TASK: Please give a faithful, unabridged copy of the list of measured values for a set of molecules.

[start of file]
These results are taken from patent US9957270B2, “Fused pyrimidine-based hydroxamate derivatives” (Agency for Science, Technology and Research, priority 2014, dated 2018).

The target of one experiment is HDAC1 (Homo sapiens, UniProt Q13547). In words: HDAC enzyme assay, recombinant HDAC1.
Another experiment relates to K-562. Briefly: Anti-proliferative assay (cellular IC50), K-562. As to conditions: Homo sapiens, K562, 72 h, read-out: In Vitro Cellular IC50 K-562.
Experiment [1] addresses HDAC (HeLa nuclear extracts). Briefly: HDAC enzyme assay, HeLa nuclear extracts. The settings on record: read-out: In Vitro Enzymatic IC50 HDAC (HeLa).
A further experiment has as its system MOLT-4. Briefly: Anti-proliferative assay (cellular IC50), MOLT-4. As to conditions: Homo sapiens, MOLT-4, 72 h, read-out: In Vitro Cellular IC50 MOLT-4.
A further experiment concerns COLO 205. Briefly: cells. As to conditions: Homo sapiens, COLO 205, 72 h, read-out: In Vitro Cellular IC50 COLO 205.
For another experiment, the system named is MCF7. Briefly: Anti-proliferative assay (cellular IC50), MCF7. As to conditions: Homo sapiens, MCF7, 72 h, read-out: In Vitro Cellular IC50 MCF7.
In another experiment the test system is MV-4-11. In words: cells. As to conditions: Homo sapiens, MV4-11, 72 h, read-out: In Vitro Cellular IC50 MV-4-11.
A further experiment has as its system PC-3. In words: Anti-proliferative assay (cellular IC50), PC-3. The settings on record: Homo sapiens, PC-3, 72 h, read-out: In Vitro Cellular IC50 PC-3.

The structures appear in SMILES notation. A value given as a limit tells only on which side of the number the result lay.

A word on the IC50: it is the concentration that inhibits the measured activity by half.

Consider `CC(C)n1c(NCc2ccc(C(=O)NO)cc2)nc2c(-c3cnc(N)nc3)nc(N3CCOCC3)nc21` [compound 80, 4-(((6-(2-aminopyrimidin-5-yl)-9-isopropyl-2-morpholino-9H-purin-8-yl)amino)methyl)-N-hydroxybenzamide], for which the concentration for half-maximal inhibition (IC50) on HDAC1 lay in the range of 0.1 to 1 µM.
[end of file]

These results are taken from patent US9957270B2, “Fused pyrimidine-based hydroxamate derivatives” (Agency for Science, Technology and Research, priority 2014, dated 2018).

The target of one experiment is HDAC1 (Homo sapiens, UniProt Q13547). In words: HDAC enzyme assay, recombinant HDAC1.
Another experiment relates to K-562. Briefly: Anti-proliferative assay (cellular IC50), K-562. As to conditions: Homo sapiens, K562, 72 h, read-out: In Vitro Cellular IC50 K-562.
Experiment [1] addresses HDAC (HeLa nuclear extracts). Briefly: HDAC enzyme assay, HeLa nuclear extracts. The settings on record: read-out: In Vitro Enzymatic IC50 HDAC (HeLa).
A further experiment has as its system MOLT-4. Briefly: Anti-proliferative assay (cellular IC50), MOLT-4. As to conditions: Homo sapiens, MOLT-4, 72 h, read-out: In Vitro Cellular IC50 MOLT-4.
A further experiment concerns COLO 205. Briefly: cells. As to conditions: Homo sapiens, COLO 205, 72 h, read-out: In Vitro Cellular IC50 COLO 205.
For another experiment, the system named is MCF7. Briefly: Anti-proliferative assay (cellular IC50), MCF7. As to conditions: Homo sapiens, MCF7, 72 h, read-out: In Vitro Cellular IC50 MCF7.
In another experiment the test system is MV-4-11. In words: cells. As to conditions: Homo sapiens, MV4-11, 72 h, read-out: In Vitro Cellular IC50 MV-4-11.
A further experiment has as its system PC-3. In words: Anti-proliferative assay (cellular IC50), PC-3. The settings on record: Homo sapiens, PC-3, 72 h, read-out: In Vitro Cellular IC50 PC-3.

The structures appear in SMILES notation. A value given as a limit tells only on which side of the number the result lay.

A word on the IC50: it is the concentration that inhibits the measured activity by half.

Consider `CC(C)n1c(NCc2ccc(C(=O)NO)cc2)nc2c(-c3cnc(N)nc3)nc(N3CCOCC3)nc21` [compound 80, 4-(((6-(2-aminopyrimidin-5-yl)-9-isopropyl-2-morpholino-9H-purin-8-yl)amino)methyl)-N-hydroxybenzamide], for which the concentration for half-maximal inhibition (IC50) on HDAC1 lay in the range of 0.1 to 1 µM.